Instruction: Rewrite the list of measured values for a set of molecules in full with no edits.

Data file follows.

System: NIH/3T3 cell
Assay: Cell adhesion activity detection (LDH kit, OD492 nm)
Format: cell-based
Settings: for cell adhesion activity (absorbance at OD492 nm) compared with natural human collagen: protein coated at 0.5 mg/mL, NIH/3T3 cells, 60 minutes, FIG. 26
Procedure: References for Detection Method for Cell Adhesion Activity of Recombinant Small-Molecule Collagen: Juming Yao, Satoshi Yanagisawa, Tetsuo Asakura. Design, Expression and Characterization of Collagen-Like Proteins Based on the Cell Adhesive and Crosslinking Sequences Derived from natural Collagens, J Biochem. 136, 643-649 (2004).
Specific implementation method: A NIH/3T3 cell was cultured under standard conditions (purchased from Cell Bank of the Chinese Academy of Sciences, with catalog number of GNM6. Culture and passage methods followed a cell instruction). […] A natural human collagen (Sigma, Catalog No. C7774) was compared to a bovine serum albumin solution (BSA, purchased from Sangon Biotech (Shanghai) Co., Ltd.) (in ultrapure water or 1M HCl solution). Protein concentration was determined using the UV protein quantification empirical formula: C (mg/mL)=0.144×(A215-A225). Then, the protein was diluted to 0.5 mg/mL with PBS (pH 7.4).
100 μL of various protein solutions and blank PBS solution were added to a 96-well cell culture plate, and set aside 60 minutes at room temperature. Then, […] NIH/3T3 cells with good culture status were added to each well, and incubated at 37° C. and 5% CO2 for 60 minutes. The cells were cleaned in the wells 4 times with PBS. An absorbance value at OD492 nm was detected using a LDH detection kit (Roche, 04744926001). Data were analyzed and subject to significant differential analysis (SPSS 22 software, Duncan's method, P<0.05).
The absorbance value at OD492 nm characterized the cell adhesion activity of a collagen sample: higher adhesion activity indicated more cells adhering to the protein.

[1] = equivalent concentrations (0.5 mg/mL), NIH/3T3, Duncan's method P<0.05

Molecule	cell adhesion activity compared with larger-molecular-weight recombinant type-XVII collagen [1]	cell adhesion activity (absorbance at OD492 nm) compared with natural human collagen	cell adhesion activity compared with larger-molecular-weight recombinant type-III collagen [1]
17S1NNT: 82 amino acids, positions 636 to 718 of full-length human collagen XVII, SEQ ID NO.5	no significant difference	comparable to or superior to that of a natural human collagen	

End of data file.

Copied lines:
System: NIH/3T3 cell
Assay: Cell adhesion activity detection (LDH kit, OD492 nm)
Format: cell-based
Settings: for cell adhesion activity (absorbance at OD492 nm) compared with natural human collagen: protein coated at 0.5 mg/mL, NIH/3T3 cells, 60 minutes, FIG. 26
Procedure: References for Detection Method for Cell Adhesion Activity of Recombinant Small-Molecule Collagen: Juming Yao, Satoshi Yanagisawa, Tetsuo Asakura. Design, Expression and Characterization of Collagen-Like Proteins Based on the Cell Adhesive and Crosslinking Sequences Derived from natural Collagens, J Biochem. 136, 643-649 (2004).
Specific implementation method: A NIH/3T3 cell was cultured under standard conditions (purchased from Cell Bank of the Chinese Academy of Sciences, with catalog number of GNM6. Culture and passage methods followed a cell instruction). […] A natural human collagen (Sigma, Catalog No. C7774) was compared to a bovine serum albumin solution (BSA, purchased from Sangon Biotech (Shanghai) Co., Ltd.) (in ultrapure water or 1M HCl solution). Protein concentration was determined using the UV protein quantification empirical formula: C (mg/mL)=0.144×(A215-A225). Then, the protein was diluted to 0.5 mg/mL with PBS (pH 7.4).
100 μL of various protein solutions and blank PBS solution were added to a 96-well cell culture plate, and set aside 60 minutes at room temperature. Then, […] NIH/3T3 cells with good culture status were added to each well, and incubated at 37° C. and 5% CO2 for 60 minutes. The cells were cleaned in the wells 4 times with PBS. An absorbance value at OD492 nm was detected using a LDH detection kit (Roche, 04744926001). Data were analyzed and subject to significant differential analysis (SPSS 22 software, Duncan's method, P<0.05).
The absorbance value at OD492 nm characterized the cell adhesion activity of a collagen sample: higher adhesion activity indicated more cells adhering to the protein.

[1] = equivalent concentrations (0.5 mg/mL), NIH/3T3, Duncan's method P<0.05

Molecule	cell adhesion activity compared with larger-molecular-weight recombinant type-XVII collagen [1]	cell adhesion activity (absorbance at OD492 nm) compared with natural human collagen	cell adhesion activity compared with larger-molecular-weight recombinant type-III collagen [1]
17S1NNT: 82 amino acids, positions 636 to 718 of full-length human collagen XVII, SEQ ID NO.5	no significant difference	comparable to or superior to that of a natural human collagen	